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1860 On Right Track In S-Bahn Derby vs Unterhaching

1860 On Right Track In S-Bahn Derby vs Unterhaching

While Liverpool manager Jürgen Klopp and goalkeeper Alisson were at the Alianz Arena talking to the media ahead of their Champions League tie against FC Bayern, around 15km further south a Munich derby had just kicked off.

At the Grünwalder Stadion, 1860 Munich welcomed Unterhaching, a club located just a few stops down the S-Bahn lending this fixture its name – the S-Bahn Derby.

“When it comes to the floodlights in the Grünwalder Stadion, it’s always special,” said 1860 coach Daniel Bierofka before the game.

“I think it’s a great atmosphere, and then there’s the Champions League, so it’s a little bit like a mini-Champions League at Giesings Höhen [the location of the stadium – Giesings Heights].”

The Guests, as they were referred to on the scoreboard, sat just a point ahead of 1860 in the 3. Liga going into this game, but have a game in hand on their south Munich foes.

As with many lower divisions, not least in Germany, the table is tight. Only four points separate 5th and 13th with Haching and 1860 6th and 9th respectively.

The table is tight and so were the terraces. Standing only at either end of a stadium which was open to the elements as a the clear, cold night followed the afternoon sun.

There was a mixture of classic rock, punk, and metal on the pre-match playlist to help keep those fans warm, and plenty of beer and sausage being served from the stadium’s numerous kiosks.

The best view in the house was literally in someone’s house – from the flats which overlook the stadium’s east side.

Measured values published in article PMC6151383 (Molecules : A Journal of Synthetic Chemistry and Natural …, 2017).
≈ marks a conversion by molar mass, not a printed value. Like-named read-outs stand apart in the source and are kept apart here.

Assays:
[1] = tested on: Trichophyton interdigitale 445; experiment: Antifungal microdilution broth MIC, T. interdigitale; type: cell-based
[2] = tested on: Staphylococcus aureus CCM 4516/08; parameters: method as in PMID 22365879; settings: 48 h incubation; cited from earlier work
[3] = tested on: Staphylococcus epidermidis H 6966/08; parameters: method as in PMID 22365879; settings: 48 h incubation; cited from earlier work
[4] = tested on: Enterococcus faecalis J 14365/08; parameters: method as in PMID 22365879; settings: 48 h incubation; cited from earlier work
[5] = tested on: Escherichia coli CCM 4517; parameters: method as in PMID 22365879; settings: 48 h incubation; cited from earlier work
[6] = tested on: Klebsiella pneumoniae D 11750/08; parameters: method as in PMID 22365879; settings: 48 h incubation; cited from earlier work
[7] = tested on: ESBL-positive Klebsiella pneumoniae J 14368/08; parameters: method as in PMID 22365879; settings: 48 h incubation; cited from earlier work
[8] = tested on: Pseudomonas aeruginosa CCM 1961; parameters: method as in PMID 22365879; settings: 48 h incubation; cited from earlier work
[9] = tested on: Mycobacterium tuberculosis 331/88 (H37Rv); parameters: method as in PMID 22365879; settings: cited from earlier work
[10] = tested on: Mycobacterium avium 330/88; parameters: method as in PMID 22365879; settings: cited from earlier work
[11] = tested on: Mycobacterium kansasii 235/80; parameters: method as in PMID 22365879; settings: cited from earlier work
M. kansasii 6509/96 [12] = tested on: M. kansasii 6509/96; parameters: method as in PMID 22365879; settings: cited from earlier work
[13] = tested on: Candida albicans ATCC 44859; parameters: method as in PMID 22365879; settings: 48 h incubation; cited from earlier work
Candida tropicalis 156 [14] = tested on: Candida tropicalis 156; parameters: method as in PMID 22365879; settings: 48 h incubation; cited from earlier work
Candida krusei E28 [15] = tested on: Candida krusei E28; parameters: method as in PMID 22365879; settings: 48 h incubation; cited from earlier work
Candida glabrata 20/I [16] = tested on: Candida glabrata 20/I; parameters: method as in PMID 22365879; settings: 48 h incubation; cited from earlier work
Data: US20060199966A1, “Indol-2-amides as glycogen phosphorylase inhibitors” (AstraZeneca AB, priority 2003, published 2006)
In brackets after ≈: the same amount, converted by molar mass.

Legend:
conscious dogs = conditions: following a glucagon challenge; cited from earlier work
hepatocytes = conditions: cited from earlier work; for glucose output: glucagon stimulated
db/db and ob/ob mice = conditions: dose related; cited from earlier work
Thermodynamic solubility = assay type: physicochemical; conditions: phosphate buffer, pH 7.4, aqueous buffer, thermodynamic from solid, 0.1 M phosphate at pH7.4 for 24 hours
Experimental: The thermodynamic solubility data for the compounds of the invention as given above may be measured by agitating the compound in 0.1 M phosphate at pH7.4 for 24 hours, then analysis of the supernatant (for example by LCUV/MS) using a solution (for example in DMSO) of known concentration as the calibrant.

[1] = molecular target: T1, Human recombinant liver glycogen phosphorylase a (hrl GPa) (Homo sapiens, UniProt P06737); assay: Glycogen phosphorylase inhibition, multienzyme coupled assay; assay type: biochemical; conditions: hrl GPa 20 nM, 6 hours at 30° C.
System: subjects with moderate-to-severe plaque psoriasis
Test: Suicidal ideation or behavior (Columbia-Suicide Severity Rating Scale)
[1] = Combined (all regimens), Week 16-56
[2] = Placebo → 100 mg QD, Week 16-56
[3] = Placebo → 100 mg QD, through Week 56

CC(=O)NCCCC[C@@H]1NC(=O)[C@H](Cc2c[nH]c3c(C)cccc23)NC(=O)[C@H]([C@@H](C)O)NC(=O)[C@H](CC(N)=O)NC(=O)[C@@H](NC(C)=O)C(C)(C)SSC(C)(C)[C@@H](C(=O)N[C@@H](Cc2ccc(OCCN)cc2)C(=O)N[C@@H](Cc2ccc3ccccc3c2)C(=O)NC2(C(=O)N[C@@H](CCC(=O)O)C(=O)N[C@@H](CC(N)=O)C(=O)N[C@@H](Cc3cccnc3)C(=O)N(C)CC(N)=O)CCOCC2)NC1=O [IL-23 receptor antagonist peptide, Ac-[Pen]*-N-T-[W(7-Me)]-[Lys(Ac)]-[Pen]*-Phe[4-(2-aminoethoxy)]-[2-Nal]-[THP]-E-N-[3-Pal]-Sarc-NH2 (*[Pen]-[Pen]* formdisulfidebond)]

1860’s tame looking lion mascot trudged off the pitch (it’s probably not right for mascots to be anything other than tame) and the game began.

Haching midfielder Orestis Kioumourtzoglou’s dipping effort from outside the area was the closest the game came to producing a goal in the opening stages. His shot was tipped over the bar by an alert Marco Hiller.

Simon Lorenz made an important block from Lukas Hufnagel, but after this period of joy for Haching, the hosts came into the game. Sascha Mölders clipped the crossbar, and Herbert Paul’s shot deflected just wide.

It was as even as their league positions suggested, but if anything 1860 had the better of the game, and with the last kick of the half — there wasn’t even time for the subsequent kick-off — they took the lead.

Phillipp Steinhart’s cross from the left was turned in by Nico Karger sliding into the path of the ball, and the place was buzzing at half time.

The reaction of the fans to the football they were watching was more like the atmosphere at English games.

There was the usual constant chanting seen at most matches in Germany, but alongside this was a stadium living the moments — each cross, each clearing header, shot, and tackle.

Not all of the shouts were encouraging, and there is some sloppy play at this level which frustrated some supporters, but this was all part of the fun.

As they emerged for the second half, 1860 continued where they had left off in the first. Left-winger Karger, and striker Mölders continued to threaten down the left of the 4-4-2 formation, but the 1-0 lead was definitely not an assured one.

Haching found some of the football which had served them so well early in the game, and forced a number of corners in front of their fans.

Sascha Bigalke hit the bar with a free kick, and the home fans were worried. The atmosphere grew more intense. 1860 hung on and Haching threatened. Then 1860 threatened but couldn’t do enough to get a second.

It got desperate for Haching who were throwing themselves at the game in order to try to get something from it.

They picked up five yellow cards in the last 30 minutes, with two of them going to captain Alexander Winkler, who was duly shown a red and sprinted off the pitch to waste as little time as possible.

1860 held on for their 1-0 win as the stadium announcer gleefully confirmed, and the supporters cheered their way out of the stadium, while some remained to high five several players who made the way around the edge of the pitch after the final whistle.

The players then climbed the fence at the home end in celebration, running through a repertoire of chants and songs with their fans.